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How digital tools will pave the path for mining expansion

Australia has witnessed remarkable growth in its mining industry in recent years, but the path to future expansion is not without its challenges, especially in embracing a digital future.

The significance of the mining industry is unquestionable, as it underpins numerous production chains and sustains nearly half of the world’s economic activities. Consider, for a moment, the indispensable role mining plays in enabling the existence of everyday technologies like phones, computers, and microwaves. In recent years, the Australian mining sector has undergone a noteworthy transformation, driven by technological advancements and a growing emphasis on sustainability. However, this journey hasn’t been without its bumps in the road. Progress in one aspect of mining often reveals lags in another. Nevertheless, recent strides in digital technology have triggered faster adoption rates, increased investments, and innovations poised to reshape the industry's future.

The technological revolution in Australia

The Australian mining sector has enthusiastically embraced cutting-edge technologies, with automation, digitisation, robotics, and artificial intelligence (AI) all taking centre stage in recent years. While these advancements have undeniably bolstered efficiency, safety, and productivity in mining operations, they haven’t been without their challenges. According to Steven Wainhouse, Head of Oil, Mining & Gas at Pickles,

“The push toward digitisation has gained momentum recently, primarily due to technological advancements, but now it’s accelerated due to our labour shortage. Finding skilled operators has become increasingly difficult, and when we examine the labour market in light of upcoming projects over the next four years, the projection is that there will be a need to create an additional 27,000+ jobs. Given our already tight labour market, recruiting staff poses an ongoing challenge, and this situation is only poised to worsen until skilled migration returns to pre-Covid levels. For now, the impetus behind digitising various aspects of mining work is driven by labour shortage challenges.”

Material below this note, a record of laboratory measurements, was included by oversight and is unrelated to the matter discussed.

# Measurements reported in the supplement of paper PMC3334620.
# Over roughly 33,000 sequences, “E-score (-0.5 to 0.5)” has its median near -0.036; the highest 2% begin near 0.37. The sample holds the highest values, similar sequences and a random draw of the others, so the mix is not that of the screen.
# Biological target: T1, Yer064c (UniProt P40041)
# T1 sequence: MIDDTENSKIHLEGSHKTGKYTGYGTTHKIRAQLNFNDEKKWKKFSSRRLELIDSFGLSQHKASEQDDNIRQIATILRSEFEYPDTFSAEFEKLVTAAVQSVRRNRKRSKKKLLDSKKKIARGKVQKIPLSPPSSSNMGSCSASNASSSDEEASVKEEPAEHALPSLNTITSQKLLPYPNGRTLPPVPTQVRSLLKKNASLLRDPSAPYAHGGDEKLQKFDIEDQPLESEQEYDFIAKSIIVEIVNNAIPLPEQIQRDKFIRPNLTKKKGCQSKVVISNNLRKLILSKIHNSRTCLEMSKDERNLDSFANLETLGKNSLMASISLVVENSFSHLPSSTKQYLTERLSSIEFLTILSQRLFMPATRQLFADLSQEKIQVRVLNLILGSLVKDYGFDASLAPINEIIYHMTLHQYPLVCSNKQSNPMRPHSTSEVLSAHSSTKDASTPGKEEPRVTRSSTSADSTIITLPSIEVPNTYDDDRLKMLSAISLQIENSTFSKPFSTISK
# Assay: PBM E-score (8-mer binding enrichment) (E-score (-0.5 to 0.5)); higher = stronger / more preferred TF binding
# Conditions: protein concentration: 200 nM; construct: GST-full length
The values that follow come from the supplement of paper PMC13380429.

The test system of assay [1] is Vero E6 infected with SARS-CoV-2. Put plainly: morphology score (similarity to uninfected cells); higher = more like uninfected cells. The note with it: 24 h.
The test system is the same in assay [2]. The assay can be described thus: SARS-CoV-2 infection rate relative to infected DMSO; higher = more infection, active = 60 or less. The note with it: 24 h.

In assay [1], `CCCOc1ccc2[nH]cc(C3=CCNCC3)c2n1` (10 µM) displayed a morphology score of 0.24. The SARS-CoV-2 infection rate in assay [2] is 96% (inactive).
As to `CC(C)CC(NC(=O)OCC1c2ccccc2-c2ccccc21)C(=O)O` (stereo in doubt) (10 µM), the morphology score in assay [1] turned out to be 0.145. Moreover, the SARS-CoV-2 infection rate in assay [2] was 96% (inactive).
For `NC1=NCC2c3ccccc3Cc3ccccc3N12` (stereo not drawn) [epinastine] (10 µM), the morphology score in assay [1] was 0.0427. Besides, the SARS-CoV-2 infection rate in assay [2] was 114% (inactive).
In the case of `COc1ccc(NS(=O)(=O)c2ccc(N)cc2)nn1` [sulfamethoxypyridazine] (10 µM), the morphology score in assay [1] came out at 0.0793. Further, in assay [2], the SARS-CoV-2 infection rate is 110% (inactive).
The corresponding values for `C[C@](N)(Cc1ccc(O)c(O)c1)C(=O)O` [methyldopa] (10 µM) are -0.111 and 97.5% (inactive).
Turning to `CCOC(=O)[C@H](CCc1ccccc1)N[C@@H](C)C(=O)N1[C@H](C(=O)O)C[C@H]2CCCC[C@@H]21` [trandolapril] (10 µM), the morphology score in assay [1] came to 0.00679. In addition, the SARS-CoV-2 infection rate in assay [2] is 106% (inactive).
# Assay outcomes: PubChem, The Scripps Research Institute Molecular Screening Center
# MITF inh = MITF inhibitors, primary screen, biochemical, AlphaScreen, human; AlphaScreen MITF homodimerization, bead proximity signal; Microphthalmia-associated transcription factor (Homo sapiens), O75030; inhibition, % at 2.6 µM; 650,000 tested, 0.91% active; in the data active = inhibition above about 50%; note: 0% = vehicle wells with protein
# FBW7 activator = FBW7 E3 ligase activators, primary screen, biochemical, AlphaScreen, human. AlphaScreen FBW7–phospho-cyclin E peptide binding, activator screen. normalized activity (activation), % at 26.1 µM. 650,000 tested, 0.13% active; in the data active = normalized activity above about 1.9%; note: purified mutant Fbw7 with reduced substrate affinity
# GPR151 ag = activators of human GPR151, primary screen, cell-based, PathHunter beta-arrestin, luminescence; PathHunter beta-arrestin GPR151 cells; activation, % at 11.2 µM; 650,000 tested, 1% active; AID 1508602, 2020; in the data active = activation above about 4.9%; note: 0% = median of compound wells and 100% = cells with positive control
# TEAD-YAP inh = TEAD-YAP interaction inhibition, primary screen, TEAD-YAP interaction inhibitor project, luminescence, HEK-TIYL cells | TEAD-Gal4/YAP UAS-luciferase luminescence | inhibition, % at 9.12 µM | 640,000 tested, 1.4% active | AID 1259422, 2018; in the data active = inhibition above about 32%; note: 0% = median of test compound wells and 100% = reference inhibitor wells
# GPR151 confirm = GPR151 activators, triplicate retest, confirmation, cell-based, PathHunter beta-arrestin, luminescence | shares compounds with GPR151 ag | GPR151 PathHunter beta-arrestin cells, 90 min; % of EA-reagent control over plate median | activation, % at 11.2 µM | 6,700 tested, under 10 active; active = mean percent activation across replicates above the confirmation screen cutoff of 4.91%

Changing of the guard

Automation isn’t a new concept in mining, but it’s the major mining companies that are taking the lead. Steven notes,

“There's a notable emphasis on automation among owner-miners, especially in Western Australia’s iron ore industry. Companies like Rio Tinto and BHP have heavily invested in creating a more autonomous workforce, and the most significant advancements have been witnessed in the operation of off-highway trucks and to a lesser degree dozers and graders They’ve established hubs both onsite and in control centres in remote locations with teams overseeing full circuit production assets whilst reducing the need for human labour at the coal face.”

While the prospects of digital transformation sound promising, the real challenge lies in integrating technology into existing systems — a challenge mining is no stranger to. Steven further explains,

“When older haul roads are involved, and autonomous vehicles share space with other operators, there are substantial costs for mining companies, including rising labour expenses. Remote FIFO rosters are a response to this challenge, and it’s no surprise this is the primary driver. However, newly developed mines, where autonomous operators can be implemented from the start, will likely reap the greatest benefits. An exception to this is dozers because they often operate away from the main mine site traffic and, consequently, are removed from the digger circuit. Managing auto dozers is considerably more straightforward since their primary task involves moving earth back and forth.”

The future is bright

With autonomous vehicles, remote-controlled machinery, and data-driven analytics, the vision is to achieve streamlined operations, reduced human risk, and enhanced employee satisfaction across the board. Nevertheless, questions linger about how this technological leap will impact the mining workforce in the long run. Amidst a prominent labour shortage, roles within the industry are bound to evolve, and the demand for skilled workers capable of operating and improving the implemented technology will soar. Steve believes that Australian mining companies will need to employ the right individuals who can adapt and evolve with changing times in order to thrive. While automation has the potential to improve production, technology still requires skilled workers capable of operating and maintaining technology.

18 Oct